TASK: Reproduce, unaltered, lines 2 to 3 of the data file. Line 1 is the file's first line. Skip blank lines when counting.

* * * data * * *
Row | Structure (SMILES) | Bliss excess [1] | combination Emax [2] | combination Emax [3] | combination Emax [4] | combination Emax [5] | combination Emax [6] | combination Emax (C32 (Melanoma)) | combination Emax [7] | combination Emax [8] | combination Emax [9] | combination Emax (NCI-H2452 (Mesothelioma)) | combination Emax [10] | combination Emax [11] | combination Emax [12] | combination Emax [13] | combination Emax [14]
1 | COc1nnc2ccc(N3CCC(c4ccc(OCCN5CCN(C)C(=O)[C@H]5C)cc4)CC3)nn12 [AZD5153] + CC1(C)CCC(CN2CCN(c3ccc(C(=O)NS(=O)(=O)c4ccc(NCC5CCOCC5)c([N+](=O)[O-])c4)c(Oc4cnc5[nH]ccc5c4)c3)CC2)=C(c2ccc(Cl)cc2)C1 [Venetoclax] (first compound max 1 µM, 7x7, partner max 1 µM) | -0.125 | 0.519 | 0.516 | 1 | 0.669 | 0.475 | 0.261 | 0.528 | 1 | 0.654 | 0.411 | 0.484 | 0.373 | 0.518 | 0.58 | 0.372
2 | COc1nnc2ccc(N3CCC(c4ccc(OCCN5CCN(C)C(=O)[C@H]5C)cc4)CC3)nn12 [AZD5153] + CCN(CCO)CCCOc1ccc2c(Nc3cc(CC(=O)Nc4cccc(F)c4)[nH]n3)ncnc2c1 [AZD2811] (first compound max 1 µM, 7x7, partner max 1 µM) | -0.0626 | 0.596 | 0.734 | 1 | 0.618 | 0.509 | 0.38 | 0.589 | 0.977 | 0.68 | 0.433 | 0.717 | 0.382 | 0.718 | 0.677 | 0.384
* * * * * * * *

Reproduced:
1 | COc1nnc2ccc(N3CCC(c4ccc(OCCN5CCN(C)C(=O)[C@H]5C)cc4)CC3)nn12 [AZD5153] + CC1(C)CCC(CN2CCN(c3ccc(C(=O)NS(=O)(=O)c4ccc(NCC5CCOCC5)c([N+](=O)[O-])c4)c(Oc4cnc5[nH]ccc5c4)c3)CC2)=C(c2ccc(Cl)cc2)C1 [Venetoclax] (first compound max 1 µM, 7x7, partner max 1 µM) | -0.125 | 0.519 | 0.516 | 1 | 0.669 | 0.475 | 0.261 | 0.528 | 1 | 0.654 | 0.411 | 0.484 | 0.373 | 0.518 | 0.58 | 0.372
2 | COc1nnc2ccc(N3CCC(c4ccc(OCCN5CCN(C)C(=O)[C@H]5C)cc4)CC3)nn12 [AZD5153] + CCN(CCO)CCCOc1ccc2c(Nc3cc(CC(=O)Nc4cccc(F)c4)[nH]n3)ncnc2c1 [AZD2811] (first compound max 1 µM, 7x7, partner max 1 µM) | -0.0626 | 0.596 | 0.734 | 1 | 0.618 | 0.509 | 0.38 | 0.589 | 0.977 | 0.68 | 0.433 | 0.717 | 0.382 | 0.718 | 0.677 | 0.384